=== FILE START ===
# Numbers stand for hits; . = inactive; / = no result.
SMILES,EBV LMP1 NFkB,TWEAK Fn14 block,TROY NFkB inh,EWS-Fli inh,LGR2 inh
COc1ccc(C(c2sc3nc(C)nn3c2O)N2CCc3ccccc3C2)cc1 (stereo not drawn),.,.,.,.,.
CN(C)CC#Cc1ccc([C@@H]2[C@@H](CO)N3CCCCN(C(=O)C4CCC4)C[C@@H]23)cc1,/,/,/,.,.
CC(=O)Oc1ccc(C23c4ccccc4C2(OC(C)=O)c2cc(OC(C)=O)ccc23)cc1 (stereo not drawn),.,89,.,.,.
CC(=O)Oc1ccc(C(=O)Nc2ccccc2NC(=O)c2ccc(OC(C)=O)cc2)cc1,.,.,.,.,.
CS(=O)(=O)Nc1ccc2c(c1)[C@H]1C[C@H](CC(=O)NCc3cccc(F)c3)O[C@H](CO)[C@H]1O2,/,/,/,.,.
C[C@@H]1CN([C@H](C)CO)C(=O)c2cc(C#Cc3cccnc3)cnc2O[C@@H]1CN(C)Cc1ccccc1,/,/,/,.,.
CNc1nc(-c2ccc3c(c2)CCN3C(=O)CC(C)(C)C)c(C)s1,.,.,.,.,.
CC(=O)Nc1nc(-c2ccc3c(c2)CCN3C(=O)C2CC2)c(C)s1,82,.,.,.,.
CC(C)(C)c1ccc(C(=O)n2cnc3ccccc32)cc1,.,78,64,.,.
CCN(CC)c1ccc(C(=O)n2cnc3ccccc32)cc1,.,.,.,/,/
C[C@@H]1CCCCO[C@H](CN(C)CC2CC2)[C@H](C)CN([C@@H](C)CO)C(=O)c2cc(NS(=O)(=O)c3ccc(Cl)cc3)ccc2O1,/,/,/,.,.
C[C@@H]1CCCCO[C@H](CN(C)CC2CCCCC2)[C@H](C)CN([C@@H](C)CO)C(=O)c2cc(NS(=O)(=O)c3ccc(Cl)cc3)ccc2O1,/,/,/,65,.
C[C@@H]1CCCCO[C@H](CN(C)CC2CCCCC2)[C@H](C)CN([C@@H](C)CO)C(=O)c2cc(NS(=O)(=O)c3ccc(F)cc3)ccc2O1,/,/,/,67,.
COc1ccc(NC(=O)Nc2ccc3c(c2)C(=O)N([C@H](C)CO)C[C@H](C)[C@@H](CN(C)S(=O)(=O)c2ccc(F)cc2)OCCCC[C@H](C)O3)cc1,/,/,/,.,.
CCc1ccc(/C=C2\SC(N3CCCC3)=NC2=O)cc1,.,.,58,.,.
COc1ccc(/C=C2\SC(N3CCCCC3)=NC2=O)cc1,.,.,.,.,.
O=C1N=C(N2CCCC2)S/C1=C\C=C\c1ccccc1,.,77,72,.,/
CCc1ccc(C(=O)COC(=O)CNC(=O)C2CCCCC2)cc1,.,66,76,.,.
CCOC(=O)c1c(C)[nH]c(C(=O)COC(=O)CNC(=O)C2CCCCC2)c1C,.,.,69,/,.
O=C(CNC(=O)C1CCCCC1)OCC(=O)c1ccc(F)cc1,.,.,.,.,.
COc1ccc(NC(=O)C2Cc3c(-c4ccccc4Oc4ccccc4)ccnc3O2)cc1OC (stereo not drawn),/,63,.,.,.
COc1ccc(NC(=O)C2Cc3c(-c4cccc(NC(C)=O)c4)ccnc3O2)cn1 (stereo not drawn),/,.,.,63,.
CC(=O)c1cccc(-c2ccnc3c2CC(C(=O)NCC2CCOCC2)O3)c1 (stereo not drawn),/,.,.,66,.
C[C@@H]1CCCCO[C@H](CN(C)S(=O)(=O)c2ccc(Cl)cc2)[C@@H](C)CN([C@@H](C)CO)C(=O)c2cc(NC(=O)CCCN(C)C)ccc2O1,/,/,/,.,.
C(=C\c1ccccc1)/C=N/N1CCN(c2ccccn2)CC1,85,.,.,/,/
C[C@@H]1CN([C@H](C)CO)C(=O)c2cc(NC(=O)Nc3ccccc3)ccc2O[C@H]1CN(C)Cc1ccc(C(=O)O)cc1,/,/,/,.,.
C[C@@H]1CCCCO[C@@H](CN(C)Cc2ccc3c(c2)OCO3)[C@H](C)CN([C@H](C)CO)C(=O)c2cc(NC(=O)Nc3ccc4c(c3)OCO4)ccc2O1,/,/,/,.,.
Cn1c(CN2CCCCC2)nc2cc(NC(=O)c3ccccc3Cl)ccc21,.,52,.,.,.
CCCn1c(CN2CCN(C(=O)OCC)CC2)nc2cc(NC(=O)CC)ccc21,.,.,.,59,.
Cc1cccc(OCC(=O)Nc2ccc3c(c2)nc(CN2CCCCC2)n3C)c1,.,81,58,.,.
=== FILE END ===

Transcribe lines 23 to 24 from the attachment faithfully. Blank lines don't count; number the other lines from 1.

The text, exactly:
COc1ccc(NC(=O)C2Cc3c(-c4ccccc4Oc4ccccc4)ccnc3O2)cc1OC (stereo not drawn),/,63,.,.,.
COc1ccc(NC(=O)C2Cc3c(-c4cccc(NC(C)=O)c4)ccnc3O2)cn1 (stereo not drawn),/,.,.,63,.